Tim Anderson’s Beef Tataki

The American chef and previous champion of ‘Masterchef UK’ shares this recipe from his cookbook ‘JapanEasy’.


WordsClémence Leleu

‘JapanEasy’, Tim Anderson © Synchronique Éditions

Tataki is a Japanese cooking technique whereby the meat or fish is simply seared. This half-cooked process allows the meat or fish to keep its flavour while the flesh, raw in the middle, remains soft. Once seared, all that remains is to briefly marinate the meat or fish before eating. 

‘This recipe works well with tuna, swordfish, salmon, or any other kind of delicious, meaty fish you can get your hands on’, chef Tim Anderson explains in his book JapanEasy, in which he shares simple recipes made from ingredients that can be found in western supermarkets. 

Tim Anderson is an American chef who won the 2011 series of MasterChef UK. Having graduated in 2006 from Occidental College in Los Angeles, where he studied the history of Japanese cuisine, he then lived in Japan for two years, in Fukuoka. He now lives in London, where he runs two Japanese restaurants: Nanban Brixton and Nanban Central.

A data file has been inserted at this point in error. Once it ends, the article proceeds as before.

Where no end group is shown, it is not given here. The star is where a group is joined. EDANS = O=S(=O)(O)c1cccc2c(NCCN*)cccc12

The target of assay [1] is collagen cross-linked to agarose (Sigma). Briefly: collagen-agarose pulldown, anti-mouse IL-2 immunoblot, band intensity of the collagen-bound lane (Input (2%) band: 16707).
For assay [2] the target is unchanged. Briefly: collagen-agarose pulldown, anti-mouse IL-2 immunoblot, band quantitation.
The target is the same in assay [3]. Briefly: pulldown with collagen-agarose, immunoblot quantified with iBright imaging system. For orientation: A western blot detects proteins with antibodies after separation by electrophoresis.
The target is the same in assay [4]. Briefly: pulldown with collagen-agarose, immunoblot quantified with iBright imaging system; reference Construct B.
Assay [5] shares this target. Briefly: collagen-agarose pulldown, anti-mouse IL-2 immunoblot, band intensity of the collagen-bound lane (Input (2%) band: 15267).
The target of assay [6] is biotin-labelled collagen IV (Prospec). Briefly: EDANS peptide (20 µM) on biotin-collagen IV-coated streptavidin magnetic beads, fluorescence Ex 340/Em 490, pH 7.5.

Serves 2-4

Difficulty: very simple


60 ml sake

15 g caster or granulated sugar 

60 ml soy sauce 

2 tablespoons oil 

2 garlic cloves, finely chopped 

300-350 g steak, cut about 2.5 cm thick – lean cuts free of sinew work best, so go for fillet, bavette, or rump

1/4 bunch chives, finely sliced

1 pinch toasted sesame seeds

1 handful peppery salad leaves, like rocket or watercress

1 shallot, finely sliced and soaked in cold water


Combine the sake and sugar in a small saucepan and bring to the boil. Remove from the heat and add the soy sauce. Leave to cool.

Put the oil in a sturdy frying pan (skillet) and add the garlic. Turn the heat to medium and let the garlic slowly brown. Remove the garlic when it’s golden, and drain on kitchen paper. Crank the heat up on the pan – it should be surface-of-the-sun hot. (It needs to be extremely hot to ensure the steak achieves a nice colour on the outside while remaining raw, or at least rare, in the middle.)

While the pan is coming up to temperature, dry the surface of your steak thoroughly with kitchen paper. Carefully lay your steak in the pan and let it develop a very rich, deep, dark-brown colour. Turn the steak and let the other side colour as well. Remove from the pan and immediately transfer to the freezer.

Let the meat firm up in the freezer for about 20 minutes, then remove and slice it very thinly. Pour over the sake and soy sauce mixture, and garnish with the fried garlic, chives, and sesame seeds. Top with a handful of leaves and the drained shallots.


JapanEasy (2017), by Tim Anderson is published by Hardie Grant.